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Minimum Wages and Poverty (Congressional testimony)

Opinion pieces and speeches by EPI staff and associates.


Minimum Wages and Poverty

by Jared Bernstein

Today’s hearing questions whether increases in the minimum wage are a useful anti-poverty tool. In particular, the question is whether raising the minimum wage to $6.15 by September of 2000 will help those workers whose family incomes place them at or near the poverty line. As I will argue, the evidence unequivocally supports the view that increases in the minimum wage, by increasing the earnings of low-income workers without diminishing their employment opportunities, have historically helped to lower poverty rates. What’s more, this evidence is stronger in the 1990s, with large numbers of poor persons moving into the labor market. The facts clearly support the contention that if Congress wants to “make work pay,” the current proposal to increase the minimum wage makes sense.

The following testimony elaborates these four points:

  • The historical record is quite clear on this point: increases in the minimum wage have consistently been shown to have their intended effect: they raise the wages of the lowest wage workers, many of whom reside in low-income families, and they do so without lowering their employment opportunities. In this regard, the policy solidly reinforces the “make work pay” platform that Congress and the administration have recently emphasized;
  • Economists have evaluated the impact of minimum wage increases practically since the inception of the wage floor in the 1930’s. At this point, I think it is fair to say that the debate over the purported job-loss effect is a debate over whether this effect is slightly below zero, or at zero. While this debate may be an important one among econometricians, from the perspective of policy makers who are looking for ways to help the working poor, it is a distinction without a difference. Even if you were to accept the most negative findings from this research, you simply could not avoid the conclusion that the benefits of the increase far outweigh the costs.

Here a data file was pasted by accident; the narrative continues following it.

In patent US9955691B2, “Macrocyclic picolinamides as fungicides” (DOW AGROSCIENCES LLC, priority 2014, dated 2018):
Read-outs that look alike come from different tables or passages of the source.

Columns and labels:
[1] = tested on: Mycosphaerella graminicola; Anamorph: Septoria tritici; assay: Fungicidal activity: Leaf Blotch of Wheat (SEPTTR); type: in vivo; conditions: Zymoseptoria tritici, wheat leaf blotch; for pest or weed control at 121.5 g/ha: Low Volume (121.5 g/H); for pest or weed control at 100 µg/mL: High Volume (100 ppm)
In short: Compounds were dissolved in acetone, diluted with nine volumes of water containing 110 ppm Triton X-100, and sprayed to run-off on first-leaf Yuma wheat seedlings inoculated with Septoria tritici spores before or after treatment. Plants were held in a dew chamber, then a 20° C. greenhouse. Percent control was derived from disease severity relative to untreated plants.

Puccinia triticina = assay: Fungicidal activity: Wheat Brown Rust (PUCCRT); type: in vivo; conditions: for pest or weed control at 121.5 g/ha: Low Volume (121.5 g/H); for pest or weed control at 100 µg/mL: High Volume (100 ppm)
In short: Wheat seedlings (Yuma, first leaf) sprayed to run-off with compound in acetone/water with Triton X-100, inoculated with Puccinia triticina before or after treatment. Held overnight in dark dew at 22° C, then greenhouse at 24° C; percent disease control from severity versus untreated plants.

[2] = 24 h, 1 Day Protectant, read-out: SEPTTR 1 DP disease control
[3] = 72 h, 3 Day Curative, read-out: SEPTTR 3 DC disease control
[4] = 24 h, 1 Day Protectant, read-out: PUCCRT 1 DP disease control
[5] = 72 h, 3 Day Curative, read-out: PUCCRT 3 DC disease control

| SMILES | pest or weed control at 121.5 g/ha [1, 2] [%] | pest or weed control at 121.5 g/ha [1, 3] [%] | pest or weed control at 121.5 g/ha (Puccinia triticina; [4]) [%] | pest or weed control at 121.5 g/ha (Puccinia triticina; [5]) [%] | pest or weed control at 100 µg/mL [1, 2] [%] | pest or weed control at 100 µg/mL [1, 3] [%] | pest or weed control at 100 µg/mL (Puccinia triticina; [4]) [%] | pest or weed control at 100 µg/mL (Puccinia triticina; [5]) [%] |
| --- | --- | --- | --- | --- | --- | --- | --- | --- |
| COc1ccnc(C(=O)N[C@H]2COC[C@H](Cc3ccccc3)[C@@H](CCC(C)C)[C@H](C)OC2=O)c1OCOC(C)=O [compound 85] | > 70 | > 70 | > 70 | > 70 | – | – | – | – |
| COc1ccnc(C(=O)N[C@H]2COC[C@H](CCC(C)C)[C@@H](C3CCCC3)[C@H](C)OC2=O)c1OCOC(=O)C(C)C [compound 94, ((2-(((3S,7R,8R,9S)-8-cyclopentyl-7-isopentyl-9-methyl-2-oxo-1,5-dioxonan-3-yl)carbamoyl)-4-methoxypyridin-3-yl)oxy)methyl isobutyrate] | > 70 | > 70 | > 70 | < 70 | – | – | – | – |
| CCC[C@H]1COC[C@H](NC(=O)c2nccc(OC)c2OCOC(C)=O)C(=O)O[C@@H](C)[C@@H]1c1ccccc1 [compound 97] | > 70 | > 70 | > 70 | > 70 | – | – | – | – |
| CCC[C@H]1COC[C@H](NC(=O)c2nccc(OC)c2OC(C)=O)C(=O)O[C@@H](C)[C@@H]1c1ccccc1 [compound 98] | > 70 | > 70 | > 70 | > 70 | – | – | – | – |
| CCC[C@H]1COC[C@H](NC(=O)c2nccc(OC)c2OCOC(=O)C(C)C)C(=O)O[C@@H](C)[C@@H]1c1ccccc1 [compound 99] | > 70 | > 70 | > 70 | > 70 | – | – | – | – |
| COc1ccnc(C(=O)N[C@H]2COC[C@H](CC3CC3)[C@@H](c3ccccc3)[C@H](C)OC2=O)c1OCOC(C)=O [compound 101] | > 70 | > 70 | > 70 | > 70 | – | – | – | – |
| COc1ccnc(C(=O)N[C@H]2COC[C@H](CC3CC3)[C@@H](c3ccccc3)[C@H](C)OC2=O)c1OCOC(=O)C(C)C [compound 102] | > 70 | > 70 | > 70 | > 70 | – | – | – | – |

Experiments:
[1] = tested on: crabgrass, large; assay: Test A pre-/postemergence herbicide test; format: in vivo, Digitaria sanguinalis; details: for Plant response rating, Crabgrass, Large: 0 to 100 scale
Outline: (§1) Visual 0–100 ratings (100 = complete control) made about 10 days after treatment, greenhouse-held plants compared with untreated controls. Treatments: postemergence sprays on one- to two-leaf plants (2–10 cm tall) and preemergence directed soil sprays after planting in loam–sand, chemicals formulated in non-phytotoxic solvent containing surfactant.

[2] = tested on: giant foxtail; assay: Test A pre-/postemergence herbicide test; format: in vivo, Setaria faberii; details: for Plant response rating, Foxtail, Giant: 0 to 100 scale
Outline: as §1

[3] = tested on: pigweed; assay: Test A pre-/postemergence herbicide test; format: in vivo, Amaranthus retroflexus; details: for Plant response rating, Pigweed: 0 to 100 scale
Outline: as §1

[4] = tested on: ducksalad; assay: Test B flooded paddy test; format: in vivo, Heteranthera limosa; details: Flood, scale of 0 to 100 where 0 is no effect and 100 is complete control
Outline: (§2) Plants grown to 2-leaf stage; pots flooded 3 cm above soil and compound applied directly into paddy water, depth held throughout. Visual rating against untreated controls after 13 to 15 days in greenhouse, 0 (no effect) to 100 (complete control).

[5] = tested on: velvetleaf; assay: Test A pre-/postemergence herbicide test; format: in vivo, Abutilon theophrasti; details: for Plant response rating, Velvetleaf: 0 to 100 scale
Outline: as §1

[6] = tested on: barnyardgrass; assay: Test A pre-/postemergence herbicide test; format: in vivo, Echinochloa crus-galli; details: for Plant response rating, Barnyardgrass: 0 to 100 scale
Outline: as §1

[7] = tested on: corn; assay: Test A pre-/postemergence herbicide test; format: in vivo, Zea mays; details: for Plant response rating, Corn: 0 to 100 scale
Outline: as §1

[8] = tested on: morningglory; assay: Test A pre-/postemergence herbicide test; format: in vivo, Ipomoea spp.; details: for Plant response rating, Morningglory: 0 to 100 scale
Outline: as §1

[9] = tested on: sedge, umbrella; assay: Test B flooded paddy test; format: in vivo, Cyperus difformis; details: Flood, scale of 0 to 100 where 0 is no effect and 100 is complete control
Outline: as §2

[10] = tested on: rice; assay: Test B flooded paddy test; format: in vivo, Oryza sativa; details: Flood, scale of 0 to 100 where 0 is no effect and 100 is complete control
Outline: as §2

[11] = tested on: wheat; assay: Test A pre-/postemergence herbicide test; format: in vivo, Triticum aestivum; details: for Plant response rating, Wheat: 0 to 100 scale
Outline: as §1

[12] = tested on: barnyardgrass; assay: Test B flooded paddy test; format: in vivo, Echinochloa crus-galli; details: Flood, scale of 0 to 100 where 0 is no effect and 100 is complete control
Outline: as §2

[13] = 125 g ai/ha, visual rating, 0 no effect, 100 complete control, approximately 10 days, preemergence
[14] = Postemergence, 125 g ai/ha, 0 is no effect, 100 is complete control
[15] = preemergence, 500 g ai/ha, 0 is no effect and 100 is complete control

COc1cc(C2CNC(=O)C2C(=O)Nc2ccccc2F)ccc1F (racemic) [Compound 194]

• There is no better example of these points than the most recent increase, which took place in 1996-97. Despite the same dire predictions we hear today, we have solid evidence that the last minimum wage increase lifted the earnings of low-wage workers without diminishing their employment prospects. This last point is key: the employment rates of low-wage workers have rarely been higher than they are today and their unemployment rates have rarely been lower.
  • Finally, from the perspective of the working poor, the minimum wage is a useful anti-poverty tool. It cannot and should not, however, be viewed as a sole solution against poverty. This is primarily due to the fact that many employable poor persons have only marginal attachments to the labor market. As the literature evaluating minimum wages and poverty reveals (as well as some new findings I will present regarding the last increase), raising the minimum wage is associated with small decreases in the poverty rate, but the poor need other income supports, such as the EITC and food stamps.

Figure 1 shows the inflation-adjusted minimum wage, from 1955-2000 (projected). The figure shows the sharp decline in the minimum wage over the 1980s, when Congress failed to adjust the wage floor for nine years. Even with the recent increases in the 1990s, the inflation-adjusted minimum is 19% lower today than in 1979.